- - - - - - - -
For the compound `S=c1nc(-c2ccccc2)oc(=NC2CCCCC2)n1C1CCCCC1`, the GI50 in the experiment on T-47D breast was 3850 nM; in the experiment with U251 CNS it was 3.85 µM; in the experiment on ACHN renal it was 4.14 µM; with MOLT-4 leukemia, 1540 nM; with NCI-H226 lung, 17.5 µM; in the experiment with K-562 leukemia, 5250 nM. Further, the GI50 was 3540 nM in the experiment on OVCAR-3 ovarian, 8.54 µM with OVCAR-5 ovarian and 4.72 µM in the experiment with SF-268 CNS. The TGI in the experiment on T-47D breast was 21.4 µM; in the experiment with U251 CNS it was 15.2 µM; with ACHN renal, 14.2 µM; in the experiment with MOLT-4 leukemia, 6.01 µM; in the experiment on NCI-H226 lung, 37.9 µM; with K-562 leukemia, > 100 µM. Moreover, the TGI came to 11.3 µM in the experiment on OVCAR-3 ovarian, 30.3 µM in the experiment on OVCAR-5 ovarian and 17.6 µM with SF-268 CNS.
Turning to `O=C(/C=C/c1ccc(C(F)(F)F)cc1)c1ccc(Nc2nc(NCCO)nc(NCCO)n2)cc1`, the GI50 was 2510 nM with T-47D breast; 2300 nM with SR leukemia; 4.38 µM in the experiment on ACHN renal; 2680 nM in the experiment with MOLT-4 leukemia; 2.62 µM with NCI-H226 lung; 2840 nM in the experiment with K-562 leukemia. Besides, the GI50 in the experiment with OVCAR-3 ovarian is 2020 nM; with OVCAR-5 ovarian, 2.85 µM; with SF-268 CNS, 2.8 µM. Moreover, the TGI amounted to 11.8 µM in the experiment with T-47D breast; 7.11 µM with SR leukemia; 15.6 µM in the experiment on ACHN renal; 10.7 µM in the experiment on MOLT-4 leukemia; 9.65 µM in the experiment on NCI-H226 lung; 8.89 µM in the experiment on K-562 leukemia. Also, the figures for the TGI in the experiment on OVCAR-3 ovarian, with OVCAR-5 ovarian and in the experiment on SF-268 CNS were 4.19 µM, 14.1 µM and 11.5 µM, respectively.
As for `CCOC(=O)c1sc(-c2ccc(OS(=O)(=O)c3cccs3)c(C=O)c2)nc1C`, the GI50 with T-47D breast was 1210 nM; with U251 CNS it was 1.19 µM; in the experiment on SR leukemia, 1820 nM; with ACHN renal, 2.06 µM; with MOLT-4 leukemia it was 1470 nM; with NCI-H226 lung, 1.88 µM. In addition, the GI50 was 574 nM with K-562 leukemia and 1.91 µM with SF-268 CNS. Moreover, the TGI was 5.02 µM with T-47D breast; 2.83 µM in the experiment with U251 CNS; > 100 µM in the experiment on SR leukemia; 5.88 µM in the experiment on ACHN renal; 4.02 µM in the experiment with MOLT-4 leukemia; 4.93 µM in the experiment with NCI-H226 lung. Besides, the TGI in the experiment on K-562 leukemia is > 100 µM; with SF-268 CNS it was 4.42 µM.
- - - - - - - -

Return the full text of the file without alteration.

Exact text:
For the compound `S=c1nc(-c2ccccc2)oc(=NC2CCCCC2)n1C1CCCCC1`, the GI50 in the experiment on T-47D breast was 3850 nM; in the experiment with U251 CNS it was 3.85 µM; in the experiment on ACHN renal it was 4.14 µM; with MOLT-4 leukemia, 1540 nM; with NCI-H226 lung, 17.5 µM; in the experiment with K-562 leukemia, 5250 nM. Further, the GI50 was 3540 nM in the experiment on OVCAR-3 ovarian, 8.54 µM with OVCAR-5 ovarian and 4.72 µM in the experiment with SF-268 CNS. The TGI in the experiment on T-47D breast was 21.4 µM; in the experiment with U251 CNS it was 15.2 µM; with ACHN renal, 14.2 µM; in the experiment with MOLT-4 leukemia, 6.01 µM; in the experiment on NCI-H226 lung, 37.9 µM; with K-562 leukemia, > 100 µM. Moreover, the TGI came to 11.3 µM in the experiment on OVCAR-3 ovarian, 30.3 µM in the experiment on OVCAR-5 ovarian and 17.6 µM with SF-268 CNS.
Turning to `O=C(/C=C/c1ccc(C(F)(F)F)cc1)c1ccc(Nc2nc(NCCO)nc(NCCO)n2)cc1`, the GI50 was 2510 nM with T-47D breast; 2300 nM with SR leukemia; 4.38 µM in the experiment on ACHN renal; 2680 nM in the experiment with MOLT-4 leukemia; 2.62 µM with NCI-H226 lung; 2840 nM in the experiment with K-562 leukemia. Besides, the GI50 in the experiment with OVCAR-3 ovarian is 2020 nM; with OVCAR-5 ovarian, 2.85 µM; with SF-268 CNS, 2.8 µM. Moreover, the TGI amounted to 11.8 µM in the experiment with T-47D breast; 7.11 µM with SR leukemia; 15.6 µM in the experiment on ACHN renal; 10.7 µM in the experiment on MOLT-4 leukemia; 9.65 µM in the experiment on NCI-H226 lung; 8.89 µM in the experiment on K-562 leukemia. Also, the figures for the TGI in the experiment on OVCAR-3 ovarian, with OVCAR-5 ovarian and in the experiment on SF-268 CNS were 4.19 µM, 14.1 µM and 11.5 µM, respectively.
As for `CCOC(=O)c1sc(-c2ccc(OS(=O)(=O)c3cccs3)c(C=O)c2)nc1C`, the GI50 with T-47D breast was 1210 nM; with U251 CNS it was 1.19 µM; in the experiment on SR leukemia, 1820 nM; with ACHN renal, 2.06 µM; with MOLT-4 leukemia it was 1470 nM; with NCI-H226 lung, 1.88 µM. In addition, the GI50 was 574 nM with K-562 leukemia and 1.91 µM with SF-268 CNS. Moreover, the TGI was 5.02 µM with T-47D breast; 2.83 µM in the experiment with U251 CNS; > 100 µM in the experiment on SR leukemia; 5.88 µM in the experiment on ACHN renal; 4.02 µM in the experiment with MOLT-4 leukemia; 4.93 µM in the experiment with NCI-H226 lung. Besides, the TGI in the experiment on K-562 leukemia is > 100 µM; with SF-268 CNS it was 4.42 µM.